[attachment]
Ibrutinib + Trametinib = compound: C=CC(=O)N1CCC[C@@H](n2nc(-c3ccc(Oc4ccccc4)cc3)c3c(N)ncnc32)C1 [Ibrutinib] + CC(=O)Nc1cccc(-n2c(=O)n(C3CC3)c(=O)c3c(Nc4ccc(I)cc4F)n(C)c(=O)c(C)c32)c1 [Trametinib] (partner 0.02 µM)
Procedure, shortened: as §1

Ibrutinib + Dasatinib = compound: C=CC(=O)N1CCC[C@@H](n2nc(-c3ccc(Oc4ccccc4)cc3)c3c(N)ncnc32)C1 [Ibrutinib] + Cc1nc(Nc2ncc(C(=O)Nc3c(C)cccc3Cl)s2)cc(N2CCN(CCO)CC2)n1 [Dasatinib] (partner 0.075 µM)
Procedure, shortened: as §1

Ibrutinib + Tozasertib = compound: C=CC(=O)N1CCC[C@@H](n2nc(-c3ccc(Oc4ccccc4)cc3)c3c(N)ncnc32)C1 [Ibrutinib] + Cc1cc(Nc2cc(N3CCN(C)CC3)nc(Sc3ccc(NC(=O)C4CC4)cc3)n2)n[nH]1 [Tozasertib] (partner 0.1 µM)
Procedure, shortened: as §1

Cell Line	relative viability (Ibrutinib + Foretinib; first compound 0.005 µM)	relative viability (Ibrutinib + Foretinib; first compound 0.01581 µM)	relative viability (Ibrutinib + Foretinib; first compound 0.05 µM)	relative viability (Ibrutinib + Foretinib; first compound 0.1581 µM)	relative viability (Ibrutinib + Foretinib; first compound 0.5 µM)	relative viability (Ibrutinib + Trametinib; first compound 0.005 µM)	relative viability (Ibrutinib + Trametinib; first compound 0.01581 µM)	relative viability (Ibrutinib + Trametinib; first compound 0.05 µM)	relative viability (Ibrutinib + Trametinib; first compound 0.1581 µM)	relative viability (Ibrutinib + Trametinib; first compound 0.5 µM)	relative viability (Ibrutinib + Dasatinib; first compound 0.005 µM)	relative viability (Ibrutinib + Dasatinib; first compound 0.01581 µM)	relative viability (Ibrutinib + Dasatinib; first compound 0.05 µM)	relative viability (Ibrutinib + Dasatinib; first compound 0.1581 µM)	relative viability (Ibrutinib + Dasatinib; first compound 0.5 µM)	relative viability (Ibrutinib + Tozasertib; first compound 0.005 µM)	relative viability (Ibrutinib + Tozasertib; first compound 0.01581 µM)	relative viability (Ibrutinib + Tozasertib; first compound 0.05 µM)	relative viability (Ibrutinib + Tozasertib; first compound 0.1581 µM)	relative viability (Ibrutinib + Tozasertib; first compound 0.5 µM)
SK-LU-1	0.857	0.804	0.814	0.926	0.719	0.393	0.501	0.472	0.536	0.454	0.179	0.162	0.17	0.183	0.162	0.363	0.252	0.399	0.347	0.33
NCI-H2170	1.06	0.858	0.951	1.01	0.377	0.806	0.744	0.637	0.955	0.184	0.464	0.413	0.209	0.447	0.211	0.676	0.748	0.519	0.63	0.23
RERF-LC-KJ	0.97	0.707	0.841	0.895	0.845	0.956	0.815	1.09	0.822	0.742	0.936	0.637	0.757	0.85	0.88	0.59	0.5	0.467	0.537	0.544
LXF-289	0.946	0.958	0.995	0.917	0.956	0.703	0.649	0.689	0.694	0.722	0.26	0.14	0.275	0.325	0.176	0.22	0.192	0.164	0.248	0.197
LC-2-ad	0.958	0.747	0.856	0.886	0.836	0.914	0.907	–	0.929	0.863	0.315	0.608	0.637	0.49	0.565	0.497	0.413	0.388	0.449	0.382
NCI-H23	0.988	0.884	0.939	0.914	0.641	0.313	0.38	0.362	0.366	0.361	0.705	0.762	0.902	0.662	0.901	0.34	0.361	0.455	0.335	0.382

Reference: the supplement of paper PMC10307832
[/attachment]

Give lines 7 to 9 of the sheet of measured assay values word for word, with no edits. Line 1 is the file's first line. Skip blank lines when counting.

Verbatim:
Cell Line	relative viability (Ibrutinib + Foretinib; first compound 0.005 µM)	relative viability (Ibrutinib + Foretinib; first compound 0.01581 µM)	relative viability (Ibrutinib + Foretinib; first compound 0.05 µM)	relative viability (Ibrutinib + Foretinib; first compound 0.1581 µM)	relative viability (Ibrutinib + Foretinib; first compound 0.5 µM)	relative viability (Ibrutinib + Trametinib; first compound 0.005 µM)	relative viability (Ibrutinib + Trametinib; first compound 0.01581 µM)	relative viability (Ibrutinib + Trametinib; first compound 0.05 µM)	relative viability (Ibrutinib + Trametinib; first compound 0.1581 µM)	relative viability (Ibrutinib + Trametinib; first compound 0.5 µM)	relative viability (Ibrutinib + Dasatinib; first compound 0.005 µM)	relative viability (Ibrutinib + Dasatinib; first compound 0.01581 µM)	relative viability (Ibrutinib + Dasatinib; first compound 0.05 µM)	relative viability (Ibrutinib + Dasatinib; first compound 0.1581 µM)	relative viability (Ibrutinib + Dasatinib; first compound 0.5 µM)	relative viability (Ibrutinib + Tozasertib; first compound 0.005 µM)	relative viability (Ibrutinib + Tozasertib; first compound 0.01581 µM)	relative viability (Ibrutinib + Tozasertib; first compound 0.05 µM)	relative viability (Ibrutinib + Tozasertib; first compound 0.1581 µM)	relative viability (Ibrutinib + Tozasertib; first compound 0.5 µM)
SK-LU-1	0.857	0.804	0.814	0.926	0.719	0.393	0.501	0.472	0.536	0.454	0.179	0.162	0.17	0.183	0.162	0.363	0.252	0.399	0.347	0.33
NCI-H2170	1.06	0.858	0.951	1.01	0.377	0.806	0.744	0.637	0.955	0.184	0.464	0.413	0.209	0.447	0.211	0.676	0.748	0.519	0.63	0.23